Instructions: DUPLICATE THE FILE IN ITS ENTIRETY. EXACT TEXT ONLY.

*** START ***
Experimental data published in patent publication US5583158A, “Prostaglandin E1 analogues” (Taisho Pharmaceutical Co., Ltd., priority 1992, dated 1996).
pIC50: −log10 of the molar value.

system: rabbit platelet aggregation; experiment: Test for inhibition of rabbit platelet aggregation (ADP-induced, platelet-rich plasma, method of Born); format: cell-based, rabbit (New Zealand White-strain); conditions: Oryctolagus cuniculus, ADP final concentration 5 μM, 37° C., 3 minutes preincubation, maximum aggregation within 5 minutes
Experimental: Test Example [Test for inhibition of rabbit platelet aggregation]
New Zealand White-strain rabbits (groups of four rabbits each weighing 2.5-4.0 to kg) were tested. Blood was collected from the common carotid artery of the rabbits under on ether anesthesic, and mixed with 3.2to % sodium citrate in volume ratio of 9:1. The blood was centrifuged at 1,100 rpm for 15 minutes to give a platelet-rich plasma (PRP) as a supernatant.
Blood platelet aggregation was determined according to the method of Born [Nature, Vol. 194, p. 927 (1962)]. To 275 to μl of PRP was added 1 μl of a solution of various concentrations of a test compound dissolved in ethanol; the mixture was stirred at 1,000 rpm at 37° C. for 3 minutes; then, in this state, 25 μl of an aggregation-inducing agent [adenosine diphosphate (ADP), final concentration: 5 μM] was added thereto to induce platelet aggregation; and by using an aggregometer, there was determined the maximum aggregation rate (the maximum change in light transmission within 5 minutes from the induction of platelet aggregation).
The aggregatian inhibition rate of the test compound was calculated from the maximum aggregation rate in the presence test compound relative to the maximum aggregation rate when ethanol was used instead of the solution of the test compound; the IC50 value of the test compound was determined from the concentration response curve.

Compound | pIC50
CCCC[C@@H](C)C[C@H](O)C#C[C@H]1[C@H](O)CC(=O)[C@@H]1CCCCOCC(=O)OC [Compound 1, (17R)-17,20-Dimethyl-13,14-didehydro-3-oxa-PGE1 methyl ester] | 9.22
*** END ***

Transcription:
Experimental data published in patent publication US5583158A, “Prostaglandin E1 analogues” (Taisho Pharmaceutical Co., Ltd., priority 1992, dated 1996).
pIC50: −log10 of the molar value.

system: rabbit platelet aggregation; experiment: Test for inhibition of rabbit platelet aggregation (ADP-induced, platelet-rich plasma, method of Born); format: cell-based, rabbit (New Zealand White-strain); conditions: Oryctolagus cuniculus, ADP final concentration 5 μM, 37° C., 3 minutes preincubation, maximum aggregation within 5 minutes
Experimental: Test Example [Test for inhibition of rabbit platelet aggregation]
New Zealand White-strain rabbits (groups of four rabbits each weighing 2.5-4.0 to kg) were tested. Blood was collected from the common carotid artery of the rabbits under on ether anesthesic, and mixed with 3.2to % sodium citrate in volume ratio of 9:1. The blood was centrifuged at 1,100 rpm for 15 minutes to give a platelet-rich plasma (PRP) as a supernatant.
Blood platelet aggregation was determined according to the method of Born [Nature, Vol. 194, p. 927 (1962)]. To 275 to μl of PRP was added 1 μl of a solution of various concentrations of a test compound dissolved in ethanol; the mixture was stirred at 1,000 rpm at 37° C. for 3 minutes; then, in this state, 25 μl of an aggregation-inducing agent [adenosine diphosphate (ADP), final concentration: 5 μM] was added thereto to induce platelet aggregation; and by using an aggregometer, there was determined the maximum aggregation rate (the maximum change in light transmission within 5 minutes from the induction of platelet aggregation).
The aggregatian inhibition rate of the test compound was calculated from the maximum aggregation rate in the presence test compound relative to the maximum aggregation rate when ethanol was used instead of the solution of the test compound; the IC50 value of the test compound was determined from the concentration response curve.

Compound | pIC50
CCCC[C@@H](C)C[C@H](O)C#C[C@H]1[C@H](O)CC(=O)[C@@H]1CCCCOCC(=O)OC [Compound 1, (17R)-17,20-Dimethyl-13,14-didehydro-3-oxa-PGE1 methyl ester] | 9.22